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Pathways Curriculum

The Heritage College and the Pathways to Health and Wellness curriculum commit to the following goals:

  • Provide a clinically integrated, learning-centered, osteopathic medical education continuum for students, interns, residents and primary care associates.
  • Embrace diversity and public service.
  • Improve the health and well-being of underserved populations.

All Heritage College medical students begin their medical education with Osteopathic Approach to Patient Care 1, which focuses on wellness. Each week, students are provided with learning objectives, outcomes and preparatory materials to direct study, activate prior experience and knowledge, and identify areas for growth.

Educational topics to be emphasized are identified and presented via a patient case and guide the integrated learning activities throughout the week. Activities include integrated learning labs, osteopathic patient care skills, simulated experiences and early clinical experiences. A reporting phase will allow for reflection and assimilation in a small-group format.

Heritage College Graduate Outcomes & Curriculum Outline

  1. Foundation of personal well-being
    1. Sets aside time for self-care and renewal, recognizing that physician burnout is an impediment to best patient care and outcomes
    2. Strives toward a self-directed, evolving process to achieve one’s full potential
    3. Nurtures emotional intelligence in self and others
    4. Builds and maintains integrity in all relationships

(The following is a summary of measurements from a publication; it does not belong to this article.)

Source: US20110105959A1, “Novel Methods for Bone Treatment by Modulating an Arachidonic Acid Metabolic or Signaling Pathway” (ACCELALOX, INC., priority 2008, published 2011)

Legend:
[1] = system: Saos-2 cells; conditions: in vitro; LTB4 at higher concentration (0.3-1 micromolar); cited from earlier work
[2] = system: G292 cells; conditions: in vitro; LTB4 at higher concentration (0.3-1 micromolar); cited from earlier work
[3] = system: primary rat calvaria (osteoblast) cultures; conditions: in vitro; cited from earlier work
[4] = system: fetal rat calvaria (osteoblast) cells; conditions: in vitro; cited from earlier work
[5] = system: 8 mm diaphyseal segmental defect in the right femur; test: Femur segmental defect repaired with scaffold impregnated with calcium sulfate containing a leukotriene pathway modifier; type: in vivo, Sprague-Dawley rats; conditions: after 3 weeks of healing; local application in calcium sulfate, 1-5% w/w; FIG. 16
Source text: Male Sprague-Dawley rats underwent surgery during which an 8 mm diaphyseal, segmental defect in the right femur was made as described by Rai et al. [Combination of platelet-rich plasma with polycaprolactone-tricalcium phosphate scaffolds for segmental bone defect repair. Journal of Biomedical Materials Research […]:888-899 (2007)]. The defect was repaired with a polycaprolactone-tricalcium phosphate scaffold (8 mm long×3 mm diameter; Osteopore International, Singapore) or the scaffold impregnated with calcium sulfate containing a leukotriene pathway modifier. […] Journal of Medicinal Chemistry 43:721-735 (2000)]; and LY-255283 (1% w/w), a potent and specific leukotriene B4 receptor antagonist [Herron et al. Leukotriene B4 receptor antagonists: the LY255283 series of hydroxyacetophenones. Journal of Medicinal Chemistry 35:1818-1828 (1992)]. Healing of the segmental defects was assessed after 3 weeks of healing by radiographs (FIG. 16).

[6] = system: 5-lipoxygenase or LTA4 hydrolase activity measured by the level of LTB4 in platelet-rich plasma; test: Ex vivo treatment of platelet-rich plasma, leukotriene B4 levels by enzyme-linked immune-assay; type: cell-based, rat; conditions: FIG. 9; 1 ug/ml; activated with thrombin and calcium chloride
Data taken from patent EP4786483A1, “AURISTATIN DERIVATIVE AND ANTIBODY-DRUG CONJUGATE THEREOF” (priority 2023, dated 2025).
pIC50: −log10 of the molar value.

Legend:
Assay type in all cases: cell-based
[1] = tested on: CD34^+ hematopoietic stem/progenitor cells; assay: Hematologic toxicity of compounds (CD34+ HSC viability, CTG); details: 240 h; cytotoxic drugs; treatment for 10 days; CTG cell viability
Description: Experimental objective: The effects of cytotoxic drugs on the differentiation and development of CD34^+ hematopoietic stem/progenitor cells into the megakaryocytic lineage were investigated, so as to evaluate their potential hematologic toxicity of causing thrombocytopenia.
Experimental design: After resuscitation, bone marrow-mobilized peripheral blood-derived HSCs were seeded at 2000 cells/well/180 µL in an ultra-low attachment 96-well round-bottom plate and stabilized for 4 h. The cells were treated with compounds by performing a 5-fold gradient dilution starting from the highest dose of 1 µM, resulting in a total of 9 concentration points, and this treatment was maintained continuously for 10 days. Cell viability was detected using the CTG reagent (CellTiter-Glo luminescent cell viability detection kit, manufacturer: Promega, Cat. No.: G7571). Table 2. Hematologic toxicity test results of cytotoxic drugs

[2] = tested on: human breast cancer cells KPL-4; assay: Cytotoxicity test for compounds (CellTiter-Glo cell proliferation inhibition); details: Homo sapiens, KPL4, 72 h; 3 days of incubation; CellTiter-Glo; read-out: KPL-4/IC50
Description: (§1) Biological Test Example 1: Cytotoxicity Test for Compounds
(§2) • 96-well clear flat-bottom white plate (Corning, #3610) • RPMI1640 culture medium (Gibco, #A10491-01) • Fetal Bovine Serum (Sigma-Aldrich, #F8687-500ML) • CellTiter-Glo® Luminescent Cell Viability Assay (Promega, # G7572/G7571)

2. Adaptable
    1. Demonstrates improvisation and creativity
    2. Intentionally learns by problem-solving in practice
    3. Continually improves and adapts one’s practice in response to errors, to feedback from patients and colleagues, and to changes in the environment of care delivery
  3. Team-based generalist
    1. Actively participates as a member of interprofessional health care teams
    2. Works well with other specialists in co-managing patients appropriately
    3. Demonstrates competence in a broad array of clinical areas, yet acknowledges own limitations
    4. Recognizes strengths in other members of team when choosing whether to lead or follow
  4. Integrated osteopathic thinking and practice
    1. Respects the uniqueness of each patient
    2. Works towards optimal wellness by acknowledging the body's structure-function interrelationship and intrinsic healing potential, and applies treatment appropriately
    3. Integrates knowledge of the body’s form and function and the inter-connectedness of its systems to apply osteopathic principles throughout patient care
  5. Evidence-based
    1. Applies sound scientific evidence
    2. Builds empirical evidence from one’s own experience
    3. Uses best practices to continually advance one’s knowledge and decision making skills throughout one’s professional career
    4. Critically evaluates and optimizes patient care and patient care practices
  6. Compassionate
    1. Demonstrates empathy for patients
    2. Respects patient autonomy
    3. Embraces diversity
  7. Community
    1. Engages in activities aimed at providing and maintaining healthier communities and lifestyles for one’s patients
    2. Follows developments in local, state, and national health policy
    3. Seeks opportunities to become a health policy leader to increase individual access to comprehensive, quality, cost-effective health care